Education and Labor Market Consequences of Teenage Childbearing: Evidence Using the Timing of Pregnancy Outcomes and Community Fixed Effects
AbstractThe question of whether giving birth as a teenager has negative economic consequences for the mother remains controversial despite substantial research. In this paper, we build upon existing literature, especially the literature that uses the experience of teenagers who had a miscarriage as the appropriate comparison group. We show that miscarriages are not random events, but rather are likely correlated with (unobserved) community-level factors, casting some doubt on previous findings. Including community-level fixed effects in our specifications lead to important changes in our estimates. By making use of information on the timing of miscarriages as well as birth control choices preceding the teenage pregnancies we construct more relevant control groups for teenage mothers. We find evidence that teenage childbearing likely reduces the probability of receiving a high school diploma by 5 to 10 percentage points, reduces annual income as a young adult by $1,000 to $2,400, and may increase the probability of receiving cash assistance and decrease years of schooling.
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Bibliographic InfoArticle provided by University of Wisconsin Press in its journal Journal of Human Resources.
Volume (Year): 44 (2009)
Issue (Month): 2 ()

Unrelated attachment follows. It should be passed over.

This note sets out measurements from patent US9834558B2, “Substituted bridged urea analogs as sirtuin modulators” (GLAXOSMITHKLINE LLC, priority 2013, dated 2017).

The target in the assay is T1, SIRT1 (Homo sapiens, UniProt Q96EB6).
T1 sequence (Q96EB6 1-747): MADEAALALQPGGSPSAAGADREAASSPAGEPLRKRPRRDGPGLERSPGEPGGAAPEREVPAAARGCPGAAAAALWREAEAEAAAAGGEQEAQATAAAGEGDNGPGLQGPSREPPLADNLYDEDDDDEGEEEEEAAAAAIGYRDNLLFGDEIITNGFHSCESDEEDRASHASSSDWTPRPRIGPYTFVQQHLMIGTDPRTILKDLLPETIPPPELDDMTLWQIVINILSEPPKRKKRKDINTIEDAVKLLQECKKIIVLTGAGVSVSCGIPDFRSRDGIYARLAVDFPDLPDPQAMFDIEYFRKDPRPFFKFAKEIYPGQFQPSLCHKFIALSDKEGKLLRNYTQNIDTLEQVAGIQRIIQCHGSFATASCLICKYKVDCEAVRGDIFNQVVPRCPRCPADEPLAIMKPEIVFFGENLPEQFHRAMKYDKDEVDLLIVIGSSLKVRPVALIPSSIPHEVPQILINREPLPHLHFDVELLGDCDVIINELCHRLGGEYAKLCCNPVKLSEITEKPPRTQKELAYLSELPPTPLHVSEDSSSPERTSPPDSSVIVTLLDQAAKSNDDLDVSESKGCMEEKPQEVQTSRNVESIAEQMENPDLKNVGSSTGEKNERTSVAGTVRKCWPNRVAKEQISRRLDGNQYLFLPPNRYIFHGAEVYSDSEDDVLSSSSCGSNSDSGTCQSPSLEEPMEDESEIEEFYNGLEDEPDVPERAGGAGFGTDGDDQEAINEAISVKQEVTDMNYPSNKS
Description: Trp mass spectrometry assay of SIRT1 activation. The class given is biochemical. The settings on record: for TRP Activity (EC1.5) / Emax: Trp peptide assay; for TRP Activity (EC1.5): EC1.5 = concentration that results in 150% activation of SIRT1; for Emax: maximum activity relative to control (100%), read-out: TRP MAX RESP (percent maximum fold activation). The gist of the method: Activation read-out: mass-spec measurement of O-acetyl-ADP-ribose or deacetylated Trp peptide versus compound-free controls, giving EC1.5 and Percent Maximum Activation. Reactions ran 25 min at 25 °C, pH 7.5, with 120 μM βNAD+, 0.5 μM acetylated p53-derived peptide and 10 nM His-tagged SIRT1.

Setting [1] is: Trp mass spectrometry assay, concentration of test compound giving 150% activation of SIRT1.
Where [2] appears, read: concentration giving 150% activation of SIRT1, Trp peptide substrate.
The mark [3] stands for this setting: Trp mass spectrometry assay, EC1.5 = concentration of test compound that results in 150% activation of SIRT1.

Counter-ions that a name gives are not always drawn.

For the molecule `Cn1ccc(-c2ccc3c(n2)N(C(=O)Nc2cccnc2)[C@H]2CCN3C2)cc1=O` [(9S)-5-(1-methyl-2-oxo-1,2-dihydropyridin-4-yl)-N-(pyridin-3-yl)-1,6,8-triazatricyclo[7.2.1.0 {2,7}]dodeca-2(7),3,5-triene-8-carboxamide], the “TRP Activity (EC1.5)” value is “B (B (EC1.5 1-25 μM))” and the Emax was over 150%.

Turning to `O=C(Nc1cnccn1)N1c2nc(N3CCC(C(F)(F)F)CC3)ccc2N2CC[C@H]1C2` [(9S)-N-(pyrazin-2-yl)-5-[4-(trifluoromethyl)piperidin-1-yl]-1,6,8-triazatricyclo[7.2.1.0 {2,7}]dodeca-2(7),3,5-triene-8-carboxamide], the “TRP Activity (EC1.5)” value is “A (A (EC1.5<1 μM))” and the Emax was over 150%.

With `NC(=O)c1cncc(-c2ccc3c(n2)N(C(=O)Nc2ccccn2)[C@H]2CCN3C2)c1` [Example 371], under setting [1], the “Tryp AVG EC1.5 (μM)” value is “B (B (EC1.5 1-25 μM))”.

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Web page: http://jhr.uwpress.org/
Other versions of this item:
- Jason M. Fletcher & Barbara L. Wolfe, 2008. "Education and Labor Market Consequences of Teenage Childbearing: Evidence Using the Timing of Pregnancy Outcomes and Community Fixed Effects," NBER Working Papers 13847, National Bureau of Economic Research, Inc.
- Jason M. Fletcher & Barbara L. Wolfe, 2008. "Education and Labor Market Consequences of Teenage Childbearing: Evidence Using the Timing of Pregnancy Outcomes and Community Fixed Effects," CEPR Discussion Papers 573, Centre for Economic Policy Research, Research School of Economics, Australian National University.
- J13 - Labor and Demographic Economics - - Demographic Economics - - - Fertility; Family Planning; Child Care; Children; Youth
- J24 - Labor and Demographic Economics - - Demand and Supply of Labor - - - Human Capital; Skills; Occupational Choice; Labor Productivity
Please report citation or reference errors to , or , if you are the registered author of the cited work, log in to your RePEc Author Service profile, click on "citations" and make appropriate adjustments.:
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by Berk Ozler in Development Impact on 2013-01-28 06:11:52
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